Gerasimos Floratos

Psychogeography


Paris

Inquire about the exhibition:
inquiries@alminerech.com

  • Treehouse, 2020
    Oil and collage on canvas
    182,9 x 182,9 cm
    72 x 72 inches
  • Eating noise, 2020
    Oil and acrylic on canvas
    213.4 x 167.6 cm
    84 X 66 in
  • Shared nimbus, 2020
    Oil, acrylic, mixed media on vinyl canvas
    132.1 x 224.8 cm
    52 X 88 1/2 in
  • Untitled, 2020
    Oil, acrylic, collage on canvas
    182.9 x 182.9 cm
    72 X 72 in
  • Crosswalk, 2020
    Oil, acrylic, mixed media on vinyl canvas
    182.9 x 243.8 cm
    72 X 96 in
  • Untitled, 2020
    Oil on canvas
    152.4 x 243.8 cm
    60 X 96 in
  • Aurie sync, 2020
    Oil, acyrlic, collage on canvas
    182.9 x 182.9 cm
    72 X 72 in
  • Untitled, 2020
    Oil and acrylic on canvas
    182.9 x 228.6 cm
    72 X 90 in
  • Untitled, 2020
    Acrylic, marker, collage on paper
    27.9 x 33 cm
    11 x 13 in
  • Untitled, 2020
    Watercolor, marker, acrylic on paper
    35.6 x 27.9 cm
    14 x 11 in
  • Untitled, 2020
    Watercolor, ink, marker, collage on paper
    27.9 x 35.6 cm
    11 X 14 in
  • Untitled, 2020
    Watercolor, acrylic, marker on paper
    27.9 x 35.6 cm
    11 x 14 in
  • Untitled, 2020
    Watercolor, acrylic, marker on paper
    35.6 x 27.9 cm
    14 x 11 in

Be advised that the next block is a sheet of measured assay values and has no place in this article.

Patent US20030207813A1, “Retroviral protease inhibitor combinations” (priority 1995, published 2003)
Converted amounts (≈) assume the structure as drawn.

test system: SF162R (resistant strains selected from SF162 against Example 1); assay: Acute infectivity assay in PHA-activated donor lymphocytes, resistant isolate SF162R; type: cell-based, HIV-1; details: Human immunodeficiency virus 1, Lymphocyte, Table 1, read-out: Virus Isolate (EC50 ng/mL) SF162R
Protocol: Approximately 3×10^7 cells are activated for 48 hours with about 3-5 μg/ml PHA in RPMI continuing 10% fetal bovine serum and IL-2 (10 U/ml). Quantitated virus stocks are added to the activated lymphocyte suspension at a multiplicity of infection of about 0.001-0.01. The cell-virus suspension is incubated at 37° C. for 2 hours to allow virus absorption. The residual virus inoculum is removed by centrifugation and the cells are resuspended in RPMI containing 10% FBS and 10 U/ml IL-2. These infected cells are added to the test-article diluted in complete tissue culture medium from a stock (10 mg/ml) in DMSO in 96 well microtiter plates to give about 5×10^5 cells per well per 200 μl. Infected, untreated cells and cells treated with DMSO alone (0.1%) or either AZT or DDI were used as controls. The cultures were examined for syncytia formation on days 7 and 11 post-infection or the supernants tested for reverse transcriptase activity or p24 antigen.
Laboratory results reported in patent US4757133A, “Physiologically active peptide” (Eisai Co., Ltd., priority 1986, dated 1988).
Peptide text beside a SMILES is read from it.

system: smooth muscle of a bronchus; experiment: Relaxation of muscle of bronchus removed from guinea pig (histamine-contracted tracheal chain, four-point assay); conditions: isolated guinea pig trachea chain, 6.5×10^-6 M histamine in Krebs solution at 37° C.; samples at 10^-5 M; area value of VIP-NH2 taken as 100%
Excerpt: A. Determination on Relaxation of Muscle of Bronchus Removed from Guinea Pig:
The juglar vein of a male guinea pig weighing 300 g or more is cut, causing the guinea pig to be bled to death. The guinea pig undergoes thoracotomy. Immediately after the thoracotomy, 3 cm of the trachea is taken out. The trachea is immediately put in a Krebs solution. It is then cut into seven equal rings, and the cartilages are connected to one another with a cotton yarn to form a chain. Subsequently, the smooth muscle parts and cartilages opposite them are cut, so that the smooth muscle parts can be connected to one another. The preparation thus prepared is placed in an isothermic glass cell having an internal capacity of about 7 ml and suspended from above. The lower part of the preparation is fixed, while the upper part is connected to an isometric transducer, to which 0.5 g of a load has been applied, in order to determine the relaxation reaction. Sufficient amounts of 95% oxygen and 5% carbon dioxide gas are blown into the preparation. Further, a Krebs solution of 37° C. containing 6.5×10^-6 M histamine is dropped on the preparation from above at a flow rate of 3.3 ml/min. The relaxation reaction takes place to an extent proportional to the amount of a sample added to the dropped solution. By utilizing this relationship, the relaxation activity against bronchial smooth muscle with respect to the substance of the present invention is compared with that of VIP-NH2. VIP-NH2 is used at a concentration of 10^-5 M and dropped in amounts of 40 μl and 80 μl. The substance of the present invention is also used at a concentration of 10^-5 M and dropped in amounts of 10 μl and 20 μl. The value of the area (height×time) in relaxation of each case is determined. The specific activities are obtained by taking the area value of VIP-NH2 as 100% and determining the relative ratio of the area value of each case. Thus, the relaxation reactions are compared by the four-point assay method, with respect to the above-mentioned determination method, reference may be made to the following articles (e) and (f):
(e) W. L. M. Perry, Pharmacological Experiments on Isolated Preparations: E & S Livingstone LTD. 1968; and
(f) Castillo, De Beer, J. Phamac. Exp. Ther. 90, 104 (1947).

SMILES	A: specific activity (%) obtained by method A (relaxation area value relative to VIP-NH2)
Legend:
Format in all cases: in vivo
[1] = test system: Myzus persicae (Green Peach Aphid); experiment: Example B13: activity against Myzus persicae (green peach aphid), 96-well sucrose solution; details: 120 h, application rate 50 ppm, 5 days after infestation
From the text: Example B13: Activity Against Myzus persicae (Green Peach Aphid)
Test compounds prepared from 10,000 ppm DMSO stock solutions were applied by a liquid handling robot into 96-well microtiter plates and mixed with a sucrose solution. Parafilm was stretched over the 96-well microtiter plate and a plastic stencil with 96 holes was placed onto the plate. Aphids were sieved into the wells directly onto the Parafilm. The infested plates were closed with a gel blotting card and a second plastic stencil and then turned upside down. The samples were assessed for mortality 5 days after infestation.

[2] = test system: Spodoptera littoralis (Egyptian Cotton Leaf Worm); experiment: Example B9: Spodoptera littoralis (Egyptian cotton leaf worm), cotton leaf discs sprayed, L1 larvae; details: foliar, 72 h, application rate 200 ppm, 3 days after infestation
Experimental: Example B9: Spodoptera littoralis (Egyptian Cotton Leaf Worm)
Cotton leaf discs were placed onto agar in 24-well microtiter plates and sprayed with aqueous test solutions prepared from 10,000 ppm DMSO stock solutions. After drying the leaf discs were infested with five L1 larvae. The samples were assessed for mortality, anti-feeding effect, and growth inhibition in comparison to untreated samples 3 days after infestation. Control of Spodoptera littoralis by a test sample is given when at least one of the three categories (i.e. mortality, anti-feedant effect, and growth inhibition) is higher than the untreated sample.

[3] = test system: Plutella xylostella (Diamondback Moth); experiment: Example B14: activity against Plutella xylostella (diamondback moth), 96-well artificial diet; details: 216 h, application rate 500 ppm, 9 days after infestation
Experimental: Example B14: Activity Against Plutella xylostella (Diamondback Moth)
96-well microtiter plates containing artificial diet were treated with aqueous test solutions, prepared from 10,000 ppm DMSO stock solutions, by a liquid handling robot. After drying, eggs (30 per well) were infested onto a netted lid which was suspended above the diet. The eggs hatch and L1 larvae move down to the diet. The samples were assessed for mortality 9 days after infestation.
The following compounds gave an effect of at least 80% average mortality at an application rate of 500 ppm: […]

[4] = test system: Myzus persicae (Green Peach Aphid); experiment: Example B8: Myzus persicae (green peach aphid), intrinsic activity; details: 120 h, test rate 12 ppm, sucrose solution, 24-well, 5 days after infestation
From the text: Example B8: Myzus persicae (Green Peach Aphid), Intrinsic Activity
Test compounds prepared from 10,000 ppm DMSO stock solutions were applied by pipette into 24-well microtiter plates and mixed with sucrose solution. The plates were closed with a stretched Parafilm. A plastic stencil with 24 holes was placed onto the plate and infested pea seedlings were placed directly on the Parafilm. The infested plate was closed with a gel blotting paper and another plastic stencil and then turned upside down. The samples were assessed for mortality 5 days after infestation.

• Untitled, 2020
    Acrylic, marker, collage on paper
    27.9 x 27.9 cm
    11 X 11 in
  • Duplex 3, 2020
    Oil and collage on canvas
    108 x 106.7 cm
    42 1/2 X 42 in
  • Auric sync, 2020
    Oil and acrylic on canvas
    154. 9 x 217. 2 cm
    61 X 85 1/2 in

Press release

Gerasimos Floratos lives and works near Times Square, in the diverse and vibrant neighbourhood of Hell’s Kitchen. His Greek-American parents run a Deli there; the artist has set up his studio downstairs, connected to the outside world only by basement windows through which he can just perceive the feet of passers-by and bustle of the city.

As both an internal production tool and observation point of the outside, the studio has become the matrix of his work, which oscillates between the private and the public, between isolation and togetherness.

The exhibition entitled Psychogeography references a term Gerasimos Floratos often uses and which he has borrowed from Guy Debord. This “science” was invented in the 1950s, when the French intellectual was actively involved in the Letterist International collective, and proposed to analyse and reinvent the development of the planned urban environment and its effects on the emotions and behaviour of individuals.


Selected press